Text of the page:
She patted the baby to sleep. The baby was restless and so was she. It was the patter of the incessant rain on the tin roof of their shanty that kept breaking into the little one’s half formed dreams, bringing him wailing back into the discomfort of the world outside the womb. It was almost past midnight now, her husband wasn’t home yet. It worried her, the odd hours he kept. This morning he’d walked off towards the main road where his taxi was parked, saying he’d be back home early. “Make lauki ke koftey,” he’d yelled, without turning his head back. She’d left the baby with a neighbour that morning, and run out to buy the lauki he’d demanded. Dudhi it was called here, in Mumbai. It took some getting used to, the different terms that were used for common vegetables. Alu pyaaz was kaanda batata. She’d begun to make do by pointing out to things with her finger, and then negotiating the rate.
It was a regular day, he would drive to Pune and come back. He was normally back by nine in the night most days, and would want his dinner immediately—piping hot rotis rolled out as he ate, sitting on the squat wooden plank on the floor of the little shanty. He’d finally managed to put together the funds for the rent deposit. This was his castle, she knew, and she was his queen.
“Bhaisaab, kitni gori chitti dulhan laye ho!” the toothless crone from the adjoining shanty had said the day she’d come with him to Mumbai after two years of being married, and the baby, barely twenty days old in her arms, still mewling every hour or so to be fed.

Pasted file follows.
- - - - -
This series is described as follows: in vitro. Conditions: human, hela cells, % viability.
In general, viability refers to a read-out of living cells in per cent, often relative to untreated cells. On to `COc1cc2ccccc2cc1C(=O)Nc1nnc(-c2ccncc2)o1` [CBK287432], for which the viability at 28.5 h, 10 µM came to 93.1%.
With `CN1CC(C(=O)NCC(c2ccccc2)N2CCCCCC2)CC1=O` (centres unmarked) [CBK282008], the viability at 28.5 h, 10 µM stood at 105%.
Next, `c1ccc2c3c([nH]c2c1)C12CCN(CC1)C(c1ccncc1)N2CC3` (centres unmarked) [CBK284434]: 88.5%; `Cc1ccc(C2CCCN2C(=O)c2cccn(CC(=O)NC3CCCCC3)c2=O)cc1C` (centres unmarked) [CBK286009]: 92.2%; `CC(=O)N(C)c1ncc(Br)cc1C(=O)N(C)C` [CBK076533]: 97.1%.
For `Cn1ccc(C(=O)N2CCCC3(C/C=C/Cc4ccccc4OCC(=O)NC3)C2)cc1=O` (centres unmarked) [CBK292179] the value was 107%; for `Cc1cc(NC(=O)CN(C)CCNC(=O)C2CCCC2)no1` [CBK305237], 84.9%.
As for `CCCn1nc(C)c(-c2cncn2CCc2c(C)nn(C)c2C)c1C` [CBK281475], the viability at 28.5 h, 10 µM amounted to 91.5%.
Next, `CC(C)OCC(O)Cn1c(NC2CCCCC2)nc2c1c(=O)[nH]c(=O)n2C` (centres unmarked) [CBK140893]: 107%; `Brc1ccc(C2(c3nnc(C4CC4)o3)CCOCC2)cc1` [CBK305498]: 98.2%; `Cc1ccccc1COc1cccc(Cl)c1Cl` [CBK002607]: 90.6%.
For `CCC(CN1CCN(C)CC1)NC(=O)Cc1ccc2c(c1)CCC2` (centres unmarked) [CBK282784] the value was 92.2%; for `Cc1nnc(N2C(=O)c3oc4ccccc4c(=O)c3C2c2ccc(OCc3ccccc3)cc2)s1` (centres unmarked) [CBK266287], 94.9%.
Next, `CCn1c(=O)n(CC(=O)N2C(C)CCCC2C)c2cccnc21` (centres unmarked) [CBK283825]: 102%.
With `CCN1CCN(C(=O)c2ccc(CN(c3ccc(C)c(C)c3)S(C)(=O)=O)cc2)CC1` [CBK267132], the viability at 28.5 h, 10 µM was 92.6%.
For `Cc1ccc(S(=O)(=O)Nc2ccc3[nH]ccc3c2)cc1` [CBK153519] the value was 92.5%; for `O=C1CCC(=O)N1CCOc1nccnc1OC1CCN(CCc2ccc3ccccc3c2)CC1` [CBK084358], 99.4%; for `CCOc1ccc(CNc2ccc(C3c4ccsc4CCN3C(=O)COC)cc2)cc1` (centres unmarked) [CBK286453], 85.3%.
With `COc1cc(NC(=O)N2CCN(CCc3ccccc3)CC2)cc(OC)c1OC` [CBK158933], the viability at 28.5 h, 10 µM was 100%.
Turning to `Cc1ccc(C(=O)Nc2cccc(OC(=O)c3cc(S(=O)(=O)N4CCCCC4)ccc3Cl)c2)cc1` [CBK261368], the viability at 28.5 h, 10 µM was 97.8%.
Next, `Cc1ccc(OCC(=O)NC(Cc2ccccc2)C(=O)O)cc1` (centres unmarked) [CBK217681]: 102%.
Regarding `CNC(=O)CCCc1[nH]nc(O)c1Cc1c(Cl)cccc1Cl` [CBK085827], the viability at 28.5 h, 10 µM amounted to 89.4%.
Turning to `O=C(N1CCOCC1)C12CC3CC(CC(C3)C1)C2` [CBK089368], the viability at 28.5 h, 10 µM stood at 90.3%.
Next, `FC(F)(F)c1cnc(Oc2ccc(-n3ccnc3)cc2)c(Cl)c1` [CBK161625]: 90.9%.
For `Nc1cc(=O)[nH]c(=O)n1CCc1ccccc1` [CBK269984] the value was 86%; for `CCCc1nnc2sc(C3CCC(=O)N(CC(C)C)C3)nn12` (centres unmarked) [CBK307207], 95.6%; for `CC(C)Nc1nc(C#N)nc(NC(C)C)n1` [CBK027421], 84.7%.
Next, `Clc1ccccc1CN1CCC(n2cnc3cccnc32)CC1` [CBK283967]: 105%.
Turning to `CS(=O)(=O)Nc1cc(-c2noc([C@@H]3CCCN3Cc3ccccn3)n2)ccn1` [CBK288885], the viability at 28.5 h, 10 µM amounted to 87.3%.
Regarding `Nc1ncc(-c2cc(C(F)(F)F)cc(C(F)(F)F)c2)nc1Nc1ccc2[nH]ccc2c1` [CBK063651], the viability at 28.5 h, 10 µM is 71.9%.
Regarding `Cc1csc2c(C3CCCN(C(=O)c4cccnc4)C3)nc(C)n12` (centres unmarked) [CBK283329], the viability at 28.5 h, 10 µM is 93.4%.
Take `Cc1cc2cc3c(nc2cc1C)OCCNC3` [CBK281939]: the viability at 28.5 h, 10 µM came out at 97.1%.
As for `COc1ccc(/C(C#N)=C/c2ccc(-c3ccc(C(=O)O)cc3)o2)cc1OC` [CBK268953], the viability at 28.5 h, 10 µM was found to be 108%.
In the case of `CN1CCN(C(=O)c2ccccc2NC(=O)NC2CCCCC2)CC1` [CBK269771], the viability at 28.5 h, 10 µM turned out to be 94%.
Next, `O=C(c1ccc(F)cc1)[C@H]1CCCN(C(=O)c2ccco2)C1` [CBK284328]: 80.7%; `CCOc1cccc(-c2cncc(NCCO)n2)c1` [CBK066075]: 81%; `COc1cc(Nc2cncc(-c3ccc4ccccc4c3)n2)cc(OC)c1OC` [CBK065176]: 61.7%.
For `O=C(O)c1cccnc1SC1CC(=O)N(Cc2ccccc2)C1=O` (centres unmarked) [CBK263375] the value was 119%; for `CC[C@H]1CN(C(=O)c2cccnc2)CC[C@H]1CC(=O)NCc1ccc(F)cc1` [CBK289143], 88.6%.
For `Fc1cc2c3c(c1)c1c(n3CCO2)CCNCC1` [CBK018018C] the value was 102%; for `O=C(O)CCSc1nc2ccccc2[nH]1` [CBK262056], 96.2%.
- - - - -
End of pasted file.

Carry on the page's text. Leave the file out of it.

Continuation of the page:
“Hush, go to sleep, beta,” she whispered into the baby’s ears, as the child whimpered in his sleep, grappling with some dream demons she would never know. Her mother in law’s words came to mind. “Keep something made of iron below the child’s pillow, if he has disturbed sleep,” the old lady had told her. The only iron she had in this one roomed shanty was an iron pan, which was well-nigh impossible to keep under a baby’s head. She pried out a nail that had been hammered awkwardly into the door, working up a little sweat in the process.
She wrapped it in an old handkerchief and placed it under the mattress, at exactly the spot under the child’s head. He whimpered some more at being moved, but soon stopped fussing and drifted off into a peaceful sleep. She missed her mother in law, strange though it was, given they fought tooth and nail when she lived with her back in the village.
She’d given her husband an ultimatum to take her with him, or risk her returning to her parent’s place with their child. He had managed to put together the funds to rent a small room in what was called a chawl in Mumbai. He was doing well, her husband, she thought. It was a big thing to live in Mumbai. People back in the village spoke with awe about how he’d managed to rent a room in the city of dreams, the city which sucked in all the young men from their villages and towns and returned them, broken men, with shattered illusions housed in brittle cynical carapaces at the end of their lives.
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